My Dear Shepherds,
When we were shopping for a house in Rockford, Illinois, we visited a huge old place. The big garage out back had once housed horses and a carriage or two. Then we learned that some years ago the owner was walking through the backyard and his foot sank into the ground. That’s when he discovered that his house had been a station on the Underground Railroad for escaped slaves in the mid-1800s, and there was a secret room under that garage connected by a tunnel from the house.
Churches are like that. Our buildings and programs don’t tell the really good stories. You have to dig a little to discover the important stories beneath the surface of our songs and suppers, our affection and history. Our church, for example, is about 142 years old and now includes a Burmese congregation. The very first missionary those Swedish Baptists supported in 1880 was to the people groups from Burma now represented in our congregation!
We all go back further than that. Take the little house ekklesia, Bethlehem Fellowship, way back in our history. It started with just three people. One was a woman who, by rights, had no business being there at all. Frankly, she shouldn’t have even been in the country. Another woman was joyless, ground down by grief and hopelessness. She said it herself: “Just call me Bitter.” Then there was as Christlike a man as you’ll find anywhere in the Old Testament, Boaz by name. Oh, and eventually a very promising baby named Obed. All of them, our kin; all related to the people in your church and mine.
The book of Ruth could be subtitled, “The Book of Hesed,” because that unique little household was a textbook example of covenant love, both God’s and his people’s. The Hebrew word appears four times but it is the theme of the whole story. To translate hesed requires a seven-hyphen English definition: covenant-loyalty-faithfulness-kindness-goodness-mercy-love-compassion. That’s the divine bond that still holds our spiritual households together. That is the story beneath the surface.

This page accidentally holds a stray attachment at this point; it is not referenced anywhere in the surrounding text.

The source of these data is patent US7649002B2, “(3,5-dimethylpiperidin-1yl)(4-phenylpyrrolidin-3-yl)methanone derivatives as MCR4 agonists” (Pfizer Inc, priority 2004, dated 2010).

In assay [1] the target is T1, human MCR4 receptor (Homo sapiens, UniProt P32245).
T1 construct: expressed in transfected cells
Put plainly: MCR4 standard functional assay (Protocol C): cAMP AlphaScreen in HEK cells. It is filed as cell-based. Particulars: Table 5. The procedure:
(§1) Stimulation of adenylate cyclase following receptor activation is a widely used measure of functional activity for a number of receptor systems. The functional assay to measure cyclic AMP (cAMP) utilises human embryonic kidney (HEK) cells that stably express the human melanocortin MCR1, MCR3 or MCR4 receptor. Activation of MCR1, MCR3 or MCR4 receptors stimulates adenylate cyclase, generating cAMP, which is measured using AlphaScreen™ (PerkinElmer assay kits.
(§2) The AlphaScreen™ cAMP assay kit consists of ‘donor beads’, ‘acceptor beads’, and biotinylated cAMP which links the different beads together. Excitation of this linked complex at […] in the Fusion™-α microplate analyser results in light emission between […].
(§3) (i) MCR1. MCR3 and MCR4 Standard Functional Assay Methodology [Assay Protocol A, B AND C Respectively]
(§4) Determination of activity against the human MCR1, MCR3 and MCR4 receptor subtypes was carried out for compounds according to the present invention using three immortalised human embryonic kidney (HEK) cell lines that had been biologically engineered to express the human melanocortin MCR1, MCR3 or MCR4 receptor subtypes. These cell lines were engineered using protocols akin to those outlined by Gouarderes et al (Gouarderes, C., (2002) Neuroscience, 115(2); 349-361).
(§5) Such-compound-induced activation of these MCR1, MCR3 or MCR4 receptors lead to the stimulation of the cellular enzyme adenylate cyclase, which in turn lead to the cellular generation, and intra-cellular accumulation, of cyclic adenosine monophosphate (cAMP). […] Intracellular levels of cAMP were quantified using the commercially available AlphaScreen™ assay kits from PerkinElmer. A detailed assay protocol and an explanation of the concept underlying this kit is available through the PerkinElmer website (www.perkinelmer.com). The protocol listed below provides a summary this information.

Ruth may not have even known the word hesed when she embodied it to Naomi in 1:16. “Where you go I will go, and where you stay I will stay,” she said. “Your people will be my people and your God my God.” When embittered Naomi heard Ruth had encountered Boaz, God’s law of hesed stirred her first glimmer of hope: “Now Boaz… is a relative of ours… He will tell you what to do.” When Ruth told Naomi how Boaz responded, Naomi’s faith finally found its footing: “The LORD bless him. He [the LORD] has not stopped showing his kindness [hesed] to the living and the dead.”
When Boaz, stirred by hesed, met the town fathers at the city gate he proposed to redeem at his own expense both his relative’s property and his widow, regardless of cost. And the elders blessed him for it: “May you have standing in Ephrathah and be famous in Bethlehem” (3:11). Hesed has it’s privileges.
That’s still the story of your church and mine. Our beautiful, beneath-the-surface stories are still about outcasts who find a family, broken and embittered people who discover that the Lord hasn’t stopped loving them, and covenant-committed people of God who pay the price to love their spiritual kin. All of us bound by the love of God in Christ.
Pastors are covenant connectors and Boaz impersonators, binding ourselves in loyal love to the people our Kinsman-Redeemer has entrusted to us. “Once you were not a people, but now you are the people of God.”
Be ye glad!